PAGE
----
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Fxxx Cancer

I’m thankful that my children have witnessed people being kind and personal in a world where it doesn’t seem like such people exists. My doctors and medical team have been wonderful as they’ve eased my mind so many times.  I appreciate their expertise and care.  When I worked as a mental health rehabilitation specialist, I thought about how my client’s lives were in my hands (figuratively speaking) and I didn’t take that lightly.  I do believe that my medical team has the utmost respect for my life and are vested in improving it so that I can have the best prognosis.

I’ve been told that I look great, whole, and healed.  I’ve been told that I don’t even look like what I’ve been through.  Sometimes, I can’t believe that I have cancer. I’m usually focused on plugging through my day, yet every now and again, the thought hits me that I have this disease, or I think about my children’s risk, and tears stroll down my face.  For the most part, I feel great physically, mentally, and spiritually, albeit a little tired since going back to work.  I don’t want to let how I look get to my head.  I think the way to get through something as life changing as this is to: 1) take things day by day; 2) be open to receive the love that people (even 1 person) are so eager to share; and 3) to listen to your body.

I’ve had people remind me to take things one day at a time and I needed to hear it.  Overachievers like me have issues that can impair progress. Also, if it were not for me being vulnerable enough to share my diagnosis, I would not have had so many people expressing their concern, love and support.  As I’ve indicated before, 10-15 years ago, my pride would have prevented me from being so open, but I’ve grown since then.  One of my coworkers wrote in a card to me to let the love that others have for me carry me through this journey.  That resonated with me so much and I followed her advise.  I do understand that some people are private, but I still recommend entrusting a select few with what you’re going through.  God puts people in your path for a reason. And listening to your body is so key. I have overdone it at times.  For example, yesterday I did 2 tracks on my exercise DVD instead of one.  At the time, I felt energized and thought that I could do more. I should have known better since I didn’t sleep well the night before, but as I indicated, overachievers like me have issues.  As the day went on, I started to feel it in my hips, and therefore, we decided not to go to the Austin Trail of Lights because I didn’t think I could do the walking required.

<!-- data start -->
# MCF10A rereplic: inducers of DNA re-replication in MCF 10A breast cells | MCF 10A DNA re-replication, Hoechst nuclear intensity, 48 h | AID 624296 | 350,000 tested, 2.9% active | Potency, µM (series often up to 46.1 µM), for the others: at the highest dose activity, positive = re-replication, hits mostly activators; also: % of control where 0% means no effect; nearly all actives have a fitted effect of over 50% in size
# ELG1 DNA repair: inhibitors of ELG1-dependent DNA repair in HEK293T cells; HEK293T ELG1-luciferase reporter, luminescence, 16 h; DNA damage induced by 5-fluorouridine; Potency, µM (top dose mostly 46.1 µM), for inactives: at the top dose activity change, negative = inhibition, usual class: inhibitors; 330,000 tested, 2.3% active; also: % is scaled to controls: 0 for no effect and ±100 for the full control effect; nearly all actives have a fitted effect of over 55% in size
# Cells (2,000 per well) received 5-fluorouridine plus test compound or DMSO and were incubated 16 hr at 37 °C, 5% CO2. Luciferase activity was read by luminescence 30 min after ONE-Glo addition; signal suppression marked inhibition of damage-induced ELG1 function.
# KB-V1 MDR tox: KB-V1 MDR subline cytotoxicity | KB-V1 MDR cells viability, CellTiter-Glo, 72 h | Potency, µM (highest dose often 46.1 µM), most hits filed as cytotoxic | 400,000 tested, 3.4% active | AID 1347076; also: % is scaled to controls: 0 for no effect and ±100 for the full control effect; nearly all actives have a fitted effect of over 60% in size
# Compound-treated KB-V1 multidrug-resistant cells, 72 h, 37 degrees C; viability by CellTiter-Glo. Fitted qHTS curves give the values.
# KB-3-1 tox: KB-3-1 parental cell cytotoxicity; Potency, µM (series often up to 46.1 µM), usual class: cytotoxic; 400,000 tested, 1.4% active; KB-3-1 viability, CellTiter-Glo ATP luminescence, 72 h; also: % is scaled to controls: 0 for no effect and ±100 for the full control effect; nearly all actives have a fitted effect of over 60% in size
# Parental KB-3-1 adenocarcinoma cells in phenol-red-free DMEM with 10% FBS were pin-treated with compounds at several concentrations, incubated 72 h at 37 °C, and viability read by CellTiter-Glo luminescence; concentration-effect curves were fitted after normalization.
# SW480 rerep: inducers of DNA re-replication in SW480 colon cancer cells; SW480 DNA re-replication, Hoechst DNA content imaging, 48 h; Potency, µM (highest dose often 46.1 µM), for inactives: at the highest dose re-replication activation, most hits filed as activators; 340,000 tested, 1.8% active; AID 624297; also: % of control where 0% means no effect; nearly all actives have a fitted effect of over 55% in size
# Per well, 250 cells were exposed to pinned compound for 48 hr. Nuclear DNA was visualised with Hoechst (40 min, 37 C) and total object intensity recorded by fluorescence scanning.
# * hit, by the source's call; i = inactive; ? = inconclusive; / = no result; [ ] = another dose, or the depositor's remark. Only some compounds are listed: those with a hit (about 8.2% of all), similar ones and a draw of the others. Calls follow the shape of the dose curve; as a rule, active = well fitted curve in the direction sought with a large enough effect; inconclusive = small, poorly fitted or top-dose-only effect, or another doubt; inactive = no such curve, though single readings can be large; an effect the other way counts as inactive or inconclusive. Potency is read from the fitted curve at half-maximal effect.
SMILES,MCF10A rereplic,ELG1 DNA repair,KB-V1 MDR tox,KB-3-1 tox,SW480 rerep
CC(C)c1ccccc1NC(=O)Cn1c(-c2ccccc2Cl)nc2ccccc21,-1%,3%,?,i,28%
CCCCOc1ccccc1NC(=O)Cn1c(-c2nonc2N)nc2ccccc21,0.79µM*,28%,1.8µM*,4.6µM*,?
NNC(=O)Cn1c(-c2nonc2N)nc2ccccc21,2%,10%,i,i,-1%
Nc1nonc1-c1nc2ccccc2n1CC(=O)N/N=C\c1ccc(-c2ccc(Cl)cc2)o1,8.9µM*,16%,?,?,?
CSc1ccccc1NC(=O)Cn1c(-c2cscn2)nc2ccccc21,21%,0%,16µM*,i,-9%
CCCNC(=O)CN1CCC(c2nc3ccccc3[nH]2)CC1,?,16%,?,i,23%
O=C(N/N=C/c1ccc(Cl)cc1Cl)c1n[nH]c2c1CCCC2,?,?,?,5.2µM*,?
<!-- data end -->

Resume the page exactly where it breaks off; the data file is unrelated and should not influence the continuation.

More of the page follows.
Something so fascinating about sharing that I have breast cancer is that I’ve discovered that there are so many people who have cancer.  When you share, you give others permission to share.  I think the prevalence of cancer is an epidemic.  I don’t know…that’s for another post, but what I do know is that people…people you may know are going through all kinds of challenges.  It’s not easy to judge a book by its cover.  My face is of a person who has breast cancer and although it has made a significant presence in my life at this moment in time, it’s doesn’t define me.  It hasn’t taken away my joy.  It’s not who I am.  However, it has certainly taught me some things that will ultimately make me a better, kinder, more loving and thoughtful person.